The course has been incorporated into NM-AIST’s list of course offerings and will be taught annually in its School of Materials, Energy, Water, and Environmental Sciences. In addition, NM-AIST is committed to opening the course to nonstudents who are involved in the private and public environmental sectors, so that it can have an immediate impact on the environmental problems in Tanzania. Moreover, some of the course participants, who were faculty members from other Tanzanian universities, are going to adopt the teaching methods used in the course. Lastly, the relationship between NM-AIST and the University of Saskatchewan, the home university of the AWB volunteers, has been strengthened and opened up new areas of cooperation.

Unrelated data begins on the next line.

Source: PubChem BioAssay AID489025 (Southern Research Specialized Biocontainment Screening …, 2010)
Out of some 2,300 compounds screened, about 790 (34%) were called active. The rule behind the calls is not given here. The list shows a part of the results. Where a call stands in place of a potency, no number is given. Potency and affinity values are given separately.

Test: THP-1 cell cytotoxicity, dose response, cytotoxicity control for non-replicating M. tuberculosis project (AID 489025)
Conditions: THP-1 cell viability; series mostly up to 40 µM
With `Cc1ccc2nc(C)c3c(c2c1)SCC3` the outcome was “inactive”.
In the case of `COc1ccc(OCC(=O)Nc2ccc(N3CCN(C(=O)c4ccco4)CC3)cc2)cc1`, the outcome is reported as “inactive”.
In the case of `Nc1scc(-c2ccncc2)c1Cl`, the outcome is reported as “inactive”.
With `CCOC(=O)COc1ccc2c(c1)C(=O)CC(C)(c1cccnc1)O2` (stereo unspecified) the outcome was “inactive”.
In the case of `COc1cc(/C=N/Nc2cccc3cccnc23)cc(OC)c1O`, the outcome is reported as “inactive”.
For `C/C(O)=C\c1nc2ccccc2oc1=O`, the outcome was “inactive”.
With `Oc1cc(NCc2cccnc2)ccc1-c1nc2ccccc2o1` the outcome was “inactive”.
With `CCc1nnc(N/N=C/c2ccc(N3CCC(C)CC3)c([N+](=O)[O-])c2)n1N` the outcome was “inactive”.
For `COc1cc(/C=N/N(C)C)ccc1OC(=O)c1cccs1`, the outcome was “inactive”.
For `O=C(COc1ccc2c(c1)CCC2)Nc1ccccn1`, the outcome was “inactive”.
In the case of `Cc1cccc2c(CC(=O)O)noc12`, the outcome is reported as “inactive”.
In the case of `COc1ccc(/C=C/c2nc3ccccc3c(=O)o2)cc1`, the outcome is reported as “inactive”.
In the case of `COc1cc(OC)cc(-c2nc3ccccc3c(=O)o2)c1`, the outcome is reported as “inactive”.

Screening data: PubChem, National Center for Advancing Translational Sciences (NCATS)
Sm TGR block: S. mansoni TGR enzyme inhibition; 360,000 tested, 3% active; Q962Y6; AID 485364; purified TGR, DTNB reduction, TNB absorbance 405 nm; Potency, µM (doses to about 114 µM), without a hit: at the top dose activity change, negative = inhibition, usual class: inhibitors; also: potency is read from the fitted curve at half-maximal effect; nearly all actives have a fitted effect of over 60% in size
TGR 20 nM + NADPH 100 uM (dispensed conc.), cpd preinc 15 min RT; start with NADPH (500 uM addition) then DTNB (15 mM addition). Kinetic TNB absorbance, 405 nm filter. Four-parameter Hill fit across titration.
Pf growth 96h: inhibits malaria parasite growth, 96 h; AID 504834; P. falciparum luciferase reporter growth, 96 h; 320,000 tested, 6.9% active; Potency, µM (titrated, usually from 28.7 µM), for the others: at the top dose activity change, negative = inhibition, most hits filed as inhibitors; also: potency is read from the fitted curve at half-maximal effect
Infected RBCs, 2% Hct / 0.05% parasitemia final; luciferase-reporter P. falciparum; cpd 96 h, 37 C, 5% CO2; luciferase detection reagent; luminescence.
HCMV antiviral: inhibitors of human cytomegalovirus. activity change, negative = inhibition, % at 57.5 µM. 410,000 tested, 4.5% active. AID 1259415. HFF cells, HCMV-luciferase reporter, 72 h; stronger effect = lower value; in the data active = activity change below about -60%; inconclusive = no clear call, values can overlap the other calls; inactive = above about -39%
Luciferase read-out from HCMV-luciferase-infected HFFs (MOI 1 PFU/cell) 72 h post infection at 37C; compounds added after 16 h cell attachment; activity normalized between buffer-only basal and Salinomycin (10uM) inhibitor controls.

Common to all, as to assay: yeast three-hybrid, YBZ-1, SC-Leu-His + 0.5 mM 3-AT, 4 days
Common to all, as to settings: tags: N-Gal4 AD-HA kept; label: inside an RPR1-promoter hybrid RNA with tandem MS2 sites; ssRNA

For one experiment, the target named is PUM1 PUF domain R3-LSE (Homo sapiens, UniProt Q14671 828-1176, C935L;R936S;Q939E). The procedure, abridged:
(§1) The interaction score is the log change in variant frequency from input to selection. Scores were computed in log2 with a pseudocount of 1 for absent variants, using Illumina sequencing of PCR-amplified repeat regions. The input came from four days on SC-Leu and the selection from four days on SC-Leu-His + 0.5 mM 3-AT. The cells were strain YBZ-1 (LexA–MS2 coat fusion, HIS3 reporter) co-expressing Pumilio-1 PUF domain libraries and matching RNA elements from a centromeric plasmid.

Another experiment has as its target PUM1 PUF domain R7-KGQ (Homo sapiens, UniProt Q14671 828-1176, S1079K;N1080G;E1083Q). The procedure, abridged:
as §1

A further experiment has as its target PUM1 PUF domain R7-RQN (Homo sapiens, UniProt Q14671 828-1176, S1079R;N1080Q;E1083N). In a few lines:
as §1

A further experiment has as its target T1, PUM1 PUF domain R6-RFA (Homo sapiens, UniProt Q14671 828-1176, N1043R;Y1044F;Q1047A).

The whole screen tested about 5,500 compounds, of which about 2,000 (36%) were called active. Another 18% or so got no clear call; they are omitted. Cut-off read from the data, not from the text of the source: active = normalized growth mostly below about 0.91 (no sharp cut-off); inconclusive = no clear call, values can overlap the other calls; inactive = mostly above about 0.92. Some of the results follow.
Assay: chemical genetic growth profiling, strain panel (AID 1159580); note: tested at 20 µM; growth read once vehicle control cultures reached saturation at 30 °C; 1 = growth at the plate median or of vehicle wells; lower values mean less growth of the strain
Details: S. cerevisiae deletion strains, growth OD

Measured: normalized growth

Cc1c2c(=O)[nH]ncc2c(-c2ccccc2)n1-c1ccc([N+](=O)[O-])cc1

Impacts

The course provided training to civil servants and environmental activists working together to overcome the severe environmental problems that adversely affect rural and urban Tanzania. This collaboration among skilled and dedicated environmentalists will result in improved practices in agriculture and animal husbandry, which in turn will make available more and better agricultural products for Tanzanians. In addition, it will improve the quality of the water and air in urban Tanzania, thereby lowering the risk of diseases that arise from degraded urban environments.

Date: 2015

Volunteers: